Positive chi-square test: what to do next?

#1
Hi!!

I'm analysing two categorical variables, Landslides (YES/NO) and Vegetation (grouped into 18 classes), and I'd like to explore and model the relationship between them.

Firstly, I've carried out a chi-square test for independence that has returned a positive result, i.e. the two variables are not independent, rejecting the null hypothesis.

Secondly, I would like to know if one of the variables is dependent on the other, and if so, how can I describe and model this relationship? My first though here was to carry out a logistic regression analysis of the two variables, testing the two variables against each other to see which returns a more "successful" result.

My doubts about this procedure are as follows.

Firstly, the chi-square contingency table had various cells with expected frequencies of less that 5 (14.7% of the cells to be exact). From reading around, some authors say that this value should be less than 20%, however I've also read that in cases like these the Fisher Exact Test would be better. Should I do this first to see if my results are reliable?

Secondly, the Vegetation variable is grouped in 18 classes. Is this too many? I could combine some classes if need be.

Thirdly, if the variables are not independent, what should be the next step? How can I know which variable is dependent and how should I test this?

Many thanks in advance!!

Matt

ps. While I wait for an answer, I'll start looking at the Fisher test.
 

Karabiner

TS Contributor
#2
Not sure what you want to achieve. The Chi square tells you that vegetations are differently
distributed acorss areas with/without landslides. What do you mean by the question which
variable is dependent? Do you ask whether there is a test which can determine that landslides
influences vegetation, or that vegetation nfluences landside?

By the way, perhaps you should describe your study design and your data a little bit more,
maybe the Chi square was inappropriate from the beginning.

With kind regards

K.
 
#3
Hi,

Firstly, thanks for the quick reply. I'll try to explain myself a little better here and provide more details.

The study we are carrying out looks at the different factors that might influence landslides, vegetation being one of them. To do this we have different maps (or layers) that represent environmental factors (e.g. vegetation, lithology, slope, altitude, soil type, etc.) and a map of the landslides in our study area.

Concentrating solely on vegetation, by sampling the vegetation and landslide layers we can produce a table with two columns: landslides (yes/no) and vegetation (one of 18 classes). The table has 21,262 registers and served as input to the chi-square test (see the attached contingency table). Assuming the chi-square result is reliable (see my previous doubts about this: should I carry out a Ficher Exact test??), it confirms the hypothesis: that landslides are distributed differently across different vegetation types. But here, as you asked, I'd also like to know if there's a test that can tell me which variable is the dependent and independent.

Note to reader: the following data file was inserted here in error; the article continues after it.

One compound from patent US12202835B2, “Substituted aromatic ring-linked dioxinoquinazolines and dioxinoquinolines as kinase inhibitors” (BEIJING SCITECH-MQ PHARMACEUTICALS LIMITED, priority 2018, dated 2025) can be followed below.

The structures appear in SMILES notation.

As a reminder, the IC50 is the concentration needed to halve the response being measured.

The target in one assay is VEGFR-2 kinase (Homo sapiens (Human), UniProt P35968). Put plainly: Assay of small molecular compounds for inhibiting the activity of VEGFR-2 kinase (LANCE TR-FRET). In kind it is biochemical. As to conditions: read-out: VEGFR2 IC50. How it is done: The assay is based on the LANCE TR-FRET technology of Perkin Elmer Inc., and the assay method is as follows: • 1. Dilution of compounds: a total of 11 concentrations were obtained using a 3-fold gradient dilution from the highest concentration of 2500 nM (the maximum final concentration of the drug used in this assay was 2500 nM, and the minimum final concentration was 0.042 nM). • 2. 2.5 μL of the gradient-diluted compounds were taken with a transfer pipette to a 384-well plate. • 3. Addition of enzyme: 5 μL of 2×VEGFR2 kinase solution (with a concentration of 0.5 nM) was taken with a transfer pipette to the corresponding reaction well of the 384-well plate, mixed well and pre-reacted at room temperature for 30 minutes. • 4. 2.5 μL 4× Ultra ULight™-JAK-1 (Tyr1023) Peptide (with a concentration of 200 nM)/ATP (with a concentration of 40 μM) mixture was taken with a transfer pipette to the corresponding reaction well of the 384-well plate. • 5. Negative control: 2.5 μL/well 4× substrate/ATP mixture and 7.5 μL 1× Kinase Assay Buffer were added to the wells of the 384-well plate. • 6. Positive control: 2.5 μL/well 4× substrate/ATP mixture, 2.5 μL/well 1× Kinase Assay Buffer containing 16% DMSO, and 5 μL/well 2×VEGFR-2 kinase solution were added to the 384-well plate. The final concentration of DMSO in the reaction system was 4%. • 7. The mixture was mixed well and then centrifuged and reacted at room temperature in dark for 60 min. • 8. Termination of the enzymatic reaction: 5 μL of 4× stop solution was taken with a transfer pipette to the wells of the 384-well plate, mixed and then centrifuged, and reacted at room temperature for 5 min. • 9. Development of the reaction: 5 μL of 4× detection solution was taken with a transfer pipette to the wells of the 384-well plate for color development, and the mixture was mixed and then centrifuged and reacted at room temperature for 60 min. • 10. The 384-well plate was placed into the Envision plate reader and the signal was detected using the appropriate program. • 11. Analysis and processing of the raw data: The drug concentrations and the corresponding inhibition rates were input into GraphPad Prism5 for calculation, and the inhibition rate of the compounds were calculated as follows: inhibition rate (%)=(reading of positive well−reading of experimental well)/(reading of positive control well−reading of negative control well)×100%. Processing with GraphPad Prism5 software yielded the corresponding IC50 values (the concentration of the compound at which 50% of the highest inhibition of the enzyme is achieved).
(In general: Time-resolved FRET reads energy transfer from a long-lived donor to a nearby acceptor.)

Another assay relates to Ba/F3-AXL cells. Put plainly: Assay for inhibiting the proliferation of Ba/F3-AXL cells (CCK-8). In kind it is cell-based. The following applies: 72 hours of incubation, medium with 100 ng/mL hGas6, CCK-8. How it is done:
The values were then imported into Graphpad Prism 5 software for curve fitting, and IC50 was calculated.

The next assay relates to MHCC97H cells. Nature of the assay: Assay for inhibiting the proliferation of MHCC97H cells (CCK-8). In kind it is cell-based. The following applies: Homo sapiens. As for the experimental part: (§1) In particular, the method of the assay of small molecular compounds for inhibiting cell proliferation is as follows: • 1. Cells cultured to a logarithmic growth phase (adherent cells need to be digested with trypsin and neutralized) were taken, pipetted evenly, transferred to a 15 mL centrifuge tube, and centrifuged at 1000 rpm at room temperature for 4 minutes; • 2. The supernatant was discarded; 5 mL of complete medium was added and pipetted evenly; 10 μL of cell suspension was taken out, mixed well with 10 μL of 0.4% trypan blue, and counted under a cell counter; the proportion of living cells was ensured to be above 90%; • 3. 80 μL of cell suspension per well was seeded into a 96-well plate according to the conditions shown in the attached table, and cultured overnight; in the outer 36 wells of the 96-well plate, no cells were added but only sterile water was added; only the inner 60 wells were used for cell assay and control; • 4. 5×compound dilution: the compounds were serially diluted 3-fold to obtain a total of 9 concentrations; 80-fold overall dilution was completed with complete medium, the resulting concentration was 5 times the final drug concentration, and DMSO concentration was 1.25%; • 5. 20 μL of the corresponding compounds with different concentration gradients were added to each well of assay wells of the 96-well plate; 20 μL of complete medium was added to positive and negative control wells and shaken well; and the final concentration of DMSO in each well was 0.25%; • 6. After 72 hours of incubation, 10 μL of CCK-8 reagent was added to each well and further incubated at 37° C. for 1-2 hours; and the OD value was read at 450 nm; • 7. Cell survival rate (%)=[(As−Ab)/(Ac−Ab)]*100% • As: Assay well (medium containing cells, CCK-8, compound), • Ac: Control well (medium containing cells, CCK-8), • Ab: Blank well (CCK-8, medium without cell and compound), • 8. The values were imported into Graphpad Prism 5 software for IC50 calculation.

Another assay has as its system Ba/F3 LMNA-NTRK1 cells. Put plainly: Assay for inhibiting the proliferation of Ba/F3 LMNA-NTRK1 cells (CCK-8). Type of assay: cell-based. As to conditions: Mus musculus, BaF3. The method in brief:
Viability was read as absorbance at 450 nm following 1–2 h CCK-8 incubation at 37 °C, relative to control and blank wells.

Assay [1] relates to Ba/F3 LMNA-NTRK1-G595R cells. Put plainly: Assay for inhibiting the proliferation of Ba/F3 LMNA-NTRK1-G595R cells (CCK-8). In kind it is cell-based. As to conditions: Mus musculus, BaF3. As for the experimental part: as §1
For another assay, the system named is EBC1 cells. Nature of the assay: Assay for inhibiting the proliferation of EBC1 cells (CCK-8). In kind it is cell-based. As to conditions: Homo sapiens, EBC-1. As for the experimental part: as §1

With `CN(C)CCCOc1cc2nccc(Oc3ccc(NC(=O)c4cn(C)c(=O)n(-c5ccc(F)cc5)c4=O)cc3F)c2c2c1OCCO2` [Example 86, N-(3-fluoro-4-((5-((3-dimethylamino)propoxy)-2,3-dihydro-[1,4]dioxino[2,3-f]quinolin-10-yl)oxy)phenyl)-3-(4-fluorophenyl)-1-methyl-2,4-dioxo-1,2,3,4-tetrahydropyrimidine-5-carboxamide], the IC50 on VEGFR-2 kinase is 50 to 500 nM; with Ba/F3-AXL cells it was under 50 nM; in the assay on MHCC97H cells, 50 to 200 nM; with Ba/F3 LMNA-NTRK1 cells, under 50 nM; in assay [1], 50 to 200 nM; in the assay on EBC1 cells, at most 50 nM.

Clearly, the distribution of landslides is probably influenced by more than vegetation alone, however we thought it might be best to focus each individual factor individually to start with (using chi-square) before analysing the role of all the factors together. This would provide us with a set of factors that potentially influence the distribution of landslides and, by logistic regression analysis, we could model the relative influence and significance of each. Maybe I'm getting ahead of myself here, but we identified logsitic regresson as a possibility because of the nature of the variables involved, which are a mix of categorial and continuous measurements.

Anyway, I hope that explains a little better. If you wnt to know mre details, please let me know. This is the first time I've posted here so I'm a bit of a novice!

Many thanks, again!

Regards

Matt
 

Karabiner

TS Contributor
#4
Maybe I'm getting ahead of myself here, but we identified logsitic regresson as a possibility because of the nature of the variables involved, which are a mix of categorial and continuous measurements.
Yes, you could do logistic regression whith vegetation as predictor, while conrolling for other factors.
Categorical measures can be used as predictors. As you mentioned before, you could perhaps consider
collapsing categories of your vegetation variable.

With kind regards

K.
 
#5
OK, thanks. I'll start with a logistic regression then. As the chi-square test is a preliminary I can always go back a re-class the vegetation at a later stage. My main doubt was whether I should worry about the low expected frequencies.

Many thanks,

Matt